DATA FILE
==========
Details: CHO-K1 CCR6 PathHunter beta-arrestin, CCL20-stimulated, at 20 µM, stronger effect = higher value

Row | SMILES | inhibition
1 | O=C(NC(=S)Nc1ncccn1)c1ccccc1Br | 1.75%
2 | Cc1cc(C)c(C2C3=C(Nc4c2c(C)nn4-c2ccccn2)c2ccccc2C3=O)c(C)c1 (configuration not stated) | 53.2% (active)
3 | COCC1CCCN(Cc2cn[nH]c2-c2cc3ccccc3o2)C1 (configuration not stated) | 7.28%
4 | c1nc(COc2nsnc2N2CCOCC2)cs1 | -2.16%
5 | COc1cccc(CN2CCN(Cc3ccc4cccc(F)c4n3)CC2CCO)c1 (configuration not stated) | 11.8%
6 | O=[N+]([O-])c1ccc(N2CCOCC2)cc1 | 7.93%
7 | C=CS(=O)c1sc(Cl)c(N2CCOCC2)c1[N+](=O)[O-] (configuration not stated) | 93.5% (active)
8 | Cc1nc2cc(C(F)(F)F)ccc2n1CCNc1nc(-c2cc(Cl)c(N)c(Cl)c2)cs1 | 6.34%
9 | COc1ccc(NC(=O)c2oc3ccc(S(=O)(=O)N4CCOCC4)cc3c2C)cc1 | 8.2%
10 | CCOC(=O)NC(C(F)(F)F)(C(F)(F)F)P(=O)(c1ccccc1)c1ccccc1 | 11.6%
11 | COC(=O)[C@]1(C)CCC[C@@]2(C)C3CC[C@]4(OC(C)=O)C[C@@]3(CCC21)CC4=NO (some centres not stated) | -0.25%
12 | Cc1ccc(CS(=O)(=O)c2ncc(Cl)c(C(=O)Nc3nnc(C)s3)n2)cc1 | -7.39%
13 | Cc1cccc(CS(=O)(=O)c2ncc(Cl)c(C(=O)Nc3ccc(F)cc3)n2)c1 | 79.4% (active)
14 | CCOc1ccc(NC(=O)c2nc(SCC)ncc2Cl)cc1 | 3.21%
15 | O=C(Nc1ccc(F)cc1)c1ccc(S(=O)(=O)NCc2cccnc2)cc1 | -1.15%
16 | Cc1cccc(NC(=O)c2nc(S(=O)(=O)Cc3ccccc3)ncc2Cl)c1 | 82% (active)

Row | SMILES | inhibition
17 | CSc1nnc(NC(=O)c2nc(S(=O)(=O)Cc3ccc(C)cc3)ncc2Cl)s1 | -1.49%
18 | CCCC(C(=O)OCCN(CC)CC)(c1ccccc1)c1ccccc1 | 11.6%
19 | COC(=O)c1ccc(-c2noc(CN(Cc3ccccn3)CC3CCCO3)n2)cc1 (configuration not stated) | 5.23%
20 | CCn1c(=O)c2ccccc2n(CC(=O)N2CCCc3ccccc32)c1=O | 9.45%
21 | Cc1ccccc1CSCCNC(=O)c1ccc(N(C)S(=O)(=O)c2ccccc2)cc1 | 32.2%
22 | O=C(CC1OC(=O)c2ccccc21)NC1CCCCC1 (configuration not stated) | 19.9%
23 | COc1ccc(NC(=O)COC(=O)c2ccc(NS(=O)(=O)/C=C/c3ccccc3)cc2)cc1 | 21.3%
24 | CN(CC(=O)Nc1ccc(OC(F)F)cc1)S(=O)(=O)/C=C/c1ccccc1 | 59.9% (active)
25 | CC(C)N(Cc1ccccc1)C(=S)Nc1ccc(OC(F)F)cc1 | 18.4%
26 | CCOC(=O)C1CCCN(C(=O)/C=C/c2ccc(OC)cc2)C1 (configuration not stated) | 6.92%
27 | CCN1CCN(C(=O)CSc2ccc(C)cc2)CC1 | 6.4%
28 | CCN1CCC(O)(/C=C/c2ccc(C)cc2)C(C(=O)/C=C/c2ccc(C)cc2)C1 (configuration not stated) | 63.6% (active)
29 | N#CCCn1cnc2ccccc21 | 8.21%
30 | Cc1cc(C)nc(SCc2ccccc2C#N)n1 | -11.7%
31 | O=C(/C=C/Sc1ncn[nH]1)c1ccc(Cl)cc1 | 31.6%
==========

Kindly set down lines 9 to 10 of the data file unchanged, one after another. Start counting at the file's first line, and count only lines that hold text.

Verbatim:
7 | C=CS(=O)c1sc(Cl)c(N2CCOCC2)c1[N+](=O)[O-] (configuration not stated) | 93.5% (active)
8 | Cc1nc2cc(C(F)(F)F)ccc2n1CCNc1nc(-c2cc(Cl)c(N)c(Cl)c2)cs1 | 6.34%